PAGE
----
If you have any further questions please don't hesitate to reach back out to us. Have a great day!
I have a section of 4 acres I am leaving just for Black Berry's how would you suggest planting this area, should I leave 6 to 7 feet between the rows? and I was thinking of planting double rows and having the path of 6 to 7 feet to drive through fr picking the Berries, do you have or can you fill a large order filled for buying this amount of these plants, and if not on a right pricing do you have other references to other stores or suppliers that give wholesale pricing
Joseph S on Oct 15, 2019
BEST ANSWER: Hi Joseph - Please give our amazing customer support team a call to discuss this further. They can be reached at 800.325.4180.
Do you have a blackberry that will freeze well in a pie?
Susan S on Apr 29, 2019
BEST ANSWER: All blackberries freeze well, unlike strawberries, some varieties of which have much higher water content and turn to mush when frozen. The water content in blackberries is largely the same from variety to variety.
i started my plants they were only like 3 inches there about 2 ft now but winter is coming don't know what or were to keep them there still in pots help?
cindy h on Oct 30, 2016
BEST ANSWER: If the plants are hardy to your zone, you can let them overwinter outdoors even if they are in pots. Just be sure to keep the soil from drying out, especially when frost and below-freezing temperatures arrive. You can bring the potted plants into a protected area like an unheated basement, garage, or shed until spring weather warms if you'd prefer. Still be sure to keep the soil from drying out.

Customer Reviews

4.4 / 5.0
72 Reviews
5 Stars
4 Stars
3 Stars
2 Stars
1 Star
PrimeArk Freedom Primocane review
I ordered and received 12 plants. After planting them 2 plants died.
From the plants that survived we have had a bumper crop. These are the
best and largest blackberries I have ever seen and the best part of them-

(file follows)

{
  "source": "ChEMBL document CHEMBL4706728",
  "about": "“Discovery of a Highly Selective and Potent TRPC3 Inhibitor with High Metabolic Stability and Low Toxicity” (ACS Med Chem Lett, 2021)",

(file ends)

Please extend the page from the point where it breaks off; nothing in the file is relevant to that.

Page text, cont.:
no thorns. We have raised berries as a hobby for over 50 years and these
are by far the best blackberries ever. I would recommend them to anybody
that likes blackberries.
May 16, 2016
over 6 years ago
HUGE berries!
Berries filled the palm of my hand. Large and sweet, made it through our zone 3 winters several ago. Pruning to maintain size is important. Had a few vines that grew 12-14 feet. Berry production better if pruned to 5-6 feet during the summer.
November 15, 2016
over 5 years ago
Great Blackberries
All three plants arrived in good condition in January of 2015. They were then re-potted in compost, and moved into a cold frame. In March, they were planted out in the garden. At that time, they were about a foot high. By April, the first primocanes were five feet high, and by late May, they were flowering. The primocane crop was light, unevenly ripening throughout the summer, fall, and winter. Some berries had both unripe red and ripe black druplets. It was important to wait until the berries were fully ripe before harvesting them. Otherwise, they were sour. These blackberry plants had been planted about a mile from the ocean in Oceanside, California at an elevation of 200 feet. Lately, the winters have been warm and the summers cool. As a result, these plants retained their leaves throughout the year. The floricane crop of 2016 was harvested in April and May. It was a large crop of very large berries. Some canes broke due to the weight of the fruit even though they were tied to a wire for support. In comparison, Triple Crown blackberries were just starting to flower on their floricanes in May at this same location. This is a good indication that Prime-Ark Freedom has a lower chilling requirement. It was a pleasure working with these thornless blackberries. These three plants produced a floricane crop of 12 quarts in 2016. It was amazing to harvest so many berries of such a large size. The fruit made excellent jam.